Welcome to my website.
I’m a doctoral researcher based at the Oxford Internet Institute, exploring the ethical and political impact of data and AI on society, with specific research interests in AI ethics, the use of AI for social good, social media as a public sphere, and the use of algorithms to deal with online hate speech. My past research has included work on digital politics, big and open data, digital state surveillance, and the use of web archives in research.
I’m also a Research Associate at the Alan Turing Institute, where as part of the public policy programme I focus on translating insights from academia into effective policy frameworks for the ethical use of data science and AI by governments.
My other engagements include serving as the Convenor of the Turing’s Ethics Advisory Group, a member of the Institute’s Data Ethics Group, and a member of the Ethics Committee of Digital Catapult’s Machine Intelligence Garage, where I work with start-ups to develop action plans for ensuring the ethical use of machine learning technology. Finally, I appear regularly on Monocle 24’s morning show The Globalist to discuss politics and technology, and host AlgoRhythms, a weekly tech-focused podcast.
Less often than I’d like, I also write about food, sport, and films.
This website is a semi-regularly updated repository of my research, writing, project experience and other information. You can find me in other forms and formats on Twitter, Medium, LinkedIn and Google Scholar.
I was interviewed on Monocle 24 Radio earlier to discuss the delayed launch of an emergency alert system in the US:
The Monocle Globalist, 19th September
New blog post at The Turing:
Ethics and innovation belong hand in hand. By Helen Margetts, Cosmina Dorobantu, and Josh Cowls.
Myself and Luciano Floridi have released a new paper on SSRN:
Prolegomena to a White Paper on an Ethical Framework for a Good AI Society.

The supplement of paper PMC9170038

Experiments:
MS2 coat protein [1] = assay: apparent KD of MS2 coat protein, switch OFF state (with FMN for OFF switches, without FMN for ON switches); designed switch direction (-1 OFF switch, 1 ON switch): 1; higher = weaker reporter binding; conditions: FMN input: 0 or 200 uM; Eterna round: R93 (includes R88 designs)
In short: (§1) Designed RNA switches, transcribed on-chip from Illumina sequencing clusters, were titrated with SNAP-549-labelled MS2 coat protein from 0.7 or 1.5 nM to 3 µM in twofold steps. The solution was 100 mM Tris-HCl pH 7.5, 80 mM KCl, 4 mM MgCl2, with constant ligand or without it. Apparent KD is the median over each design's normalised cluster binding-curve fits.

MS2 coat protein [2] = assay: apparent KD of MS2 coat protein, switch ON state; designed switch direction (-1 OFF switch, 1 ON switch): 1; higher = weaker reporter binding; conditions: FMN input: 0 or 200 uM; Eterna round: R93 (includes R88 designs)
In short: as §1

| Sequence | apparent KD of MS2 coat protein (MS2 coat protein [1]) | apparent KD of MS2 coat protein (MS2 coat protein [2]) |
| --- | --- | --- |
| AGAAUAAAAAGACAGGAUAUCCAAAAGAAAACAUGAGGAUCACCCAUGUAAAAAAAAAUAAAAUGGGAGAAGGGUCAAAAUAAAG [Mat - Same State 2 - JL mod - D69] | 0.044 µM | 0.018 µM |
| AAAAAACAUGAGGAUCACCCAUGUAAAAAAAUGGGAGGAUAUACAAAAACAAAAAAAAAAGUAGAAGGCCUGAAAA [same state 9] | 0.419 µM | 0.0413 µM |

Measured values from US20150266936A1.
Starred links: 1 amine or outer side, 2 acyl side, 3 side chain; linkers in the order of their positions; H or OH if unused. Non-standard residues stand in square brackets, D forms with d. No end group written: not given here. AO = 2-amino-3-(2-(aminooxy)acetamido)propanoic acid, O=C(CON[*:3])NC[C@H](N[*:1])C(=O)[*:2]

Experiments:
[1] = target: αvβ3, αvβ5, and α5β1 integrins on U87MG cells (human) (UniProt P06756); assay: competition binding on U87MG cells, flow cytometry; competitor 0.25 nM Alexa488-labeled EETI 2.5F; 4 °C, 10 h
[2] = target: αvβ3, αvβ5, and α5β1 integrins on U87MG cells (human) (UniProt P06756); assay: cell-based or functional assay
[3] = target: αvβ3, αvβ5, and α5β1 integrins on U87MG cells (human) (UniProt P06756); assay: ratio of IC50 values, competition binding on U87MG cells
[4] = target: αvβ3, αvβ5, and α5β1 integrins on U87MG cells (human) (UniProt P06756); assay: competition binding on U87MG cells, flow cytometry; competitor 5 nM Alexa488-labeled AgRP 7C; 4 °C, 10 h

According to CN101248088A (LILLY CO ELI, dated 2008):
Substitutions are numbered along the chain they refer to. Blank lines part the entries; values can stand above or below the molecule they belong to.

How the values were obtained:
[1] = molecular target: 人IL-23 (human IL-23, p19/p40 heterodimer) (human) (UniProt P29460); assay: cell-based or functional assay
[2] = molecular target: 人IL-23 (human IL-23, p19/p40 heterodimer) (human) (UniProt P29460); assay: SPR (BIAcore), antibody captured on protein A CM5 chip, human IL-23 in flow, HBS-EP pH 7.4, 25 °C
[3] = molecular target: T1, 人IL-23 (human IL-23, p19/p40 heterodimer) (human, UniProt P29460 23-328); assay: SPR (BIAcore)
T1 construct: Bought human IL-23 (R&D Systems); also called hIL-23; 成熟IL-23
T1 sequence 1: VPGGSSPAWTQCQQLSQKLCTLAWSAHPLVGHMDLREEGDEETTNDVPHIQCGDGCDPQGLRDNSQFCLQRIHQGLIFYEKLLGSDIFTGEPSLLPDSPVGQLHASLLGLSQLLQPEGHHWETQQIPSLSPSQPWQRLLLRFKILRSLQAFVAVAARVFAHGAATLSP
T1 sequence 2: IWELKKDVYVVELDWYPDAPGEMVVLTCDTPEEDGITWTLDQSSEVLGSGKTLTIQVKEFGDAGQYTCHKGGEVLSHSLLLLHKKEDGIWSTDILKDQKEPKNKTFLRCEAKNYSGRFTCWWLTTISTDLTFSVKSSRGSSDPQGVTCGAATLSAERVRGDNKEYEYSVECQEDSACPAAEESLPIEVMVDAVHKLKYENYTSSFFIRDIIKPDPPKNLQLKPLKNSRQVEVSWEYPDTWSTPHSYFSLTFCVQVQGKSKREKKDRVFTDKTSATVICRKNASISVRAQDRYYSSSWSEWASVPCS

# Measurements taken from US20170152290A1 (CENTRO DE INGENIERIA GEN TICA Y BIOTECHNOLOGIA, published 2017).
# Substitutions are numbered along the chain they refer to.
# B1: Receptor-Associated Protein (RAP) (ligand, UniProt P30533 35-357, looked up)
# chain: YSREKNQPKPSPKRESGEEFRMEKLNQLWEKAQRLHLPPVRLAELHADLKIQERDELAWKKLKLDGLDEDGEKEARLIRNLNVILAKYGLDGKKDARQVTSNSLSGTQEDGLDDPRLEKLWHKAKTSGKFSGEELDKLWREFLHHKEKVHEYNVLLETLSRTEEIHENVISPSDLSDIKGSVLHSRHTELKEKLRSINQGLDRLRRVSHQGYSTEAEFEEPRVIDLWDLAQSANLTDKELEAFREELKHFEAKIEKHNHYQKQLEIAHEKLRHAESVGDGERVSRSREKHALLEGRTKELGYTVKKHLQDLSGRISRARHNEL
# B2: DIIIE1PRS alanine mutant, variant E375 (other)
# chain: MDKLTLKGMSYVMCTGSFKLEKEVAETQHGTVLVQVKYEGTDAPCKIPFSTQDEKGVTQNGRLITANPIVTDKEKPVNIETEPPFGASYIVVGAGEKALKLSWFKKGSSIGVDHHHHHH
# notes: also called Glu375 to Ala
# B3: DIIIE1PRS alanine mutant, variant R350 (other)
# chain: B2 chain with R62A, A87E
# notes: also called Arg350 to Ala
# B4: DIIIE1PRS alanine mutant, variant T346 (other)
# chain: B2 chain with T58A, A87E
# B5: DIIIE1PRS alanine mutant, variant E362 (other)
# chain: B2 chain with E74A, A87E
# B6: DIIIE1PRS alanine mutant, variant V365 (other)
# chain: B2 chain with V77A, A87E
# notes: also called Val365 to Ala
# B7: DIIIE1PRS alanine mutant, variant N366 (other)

The paper discusses the opportunities and challenges of AI for society and reports the results of a meta analysis, which found that five principles – beneficence, non-maleficence, autonomy, justice, and explicability – undergird the emerging ethics of AI as expressed by leading multistakeholder organisations.
I am quoted in a new article in Raconteur, which also appeared in a supplement to the London Times:
The ethics of AI: how to hold machines accountable. By Nick Easen.
I am quoted in this New Scientist piece about new research for the ethical dilemma known as “the trolley problem”, and its implications for building autonomous systems.
Trolley problem tested in real life for first time with mice. By Clare Wilson.
Cowls, Josh, and Schroeder, Ralph (2018). Tweeting All The Way to the White House. In Boczkowski, Pablo & Papacharissi, Zizi. (Eds.). (2018). Trump and the Media. MIT Press.
Myself and Evan Higgins have a new book review in Internet Histories:
The internet revolution in the sciences and humanities.
The presentation of my MIT thesis, “From Trump Tower to the White House, in 140 Characters”, is now available:
How do you solve a problem like problem-solving? That is the motivating question behind efforts to develop general artificial intelligence — a quest brought vividly to life by Max Tegmark in his new book, Life 3.0…
Read more at Medium.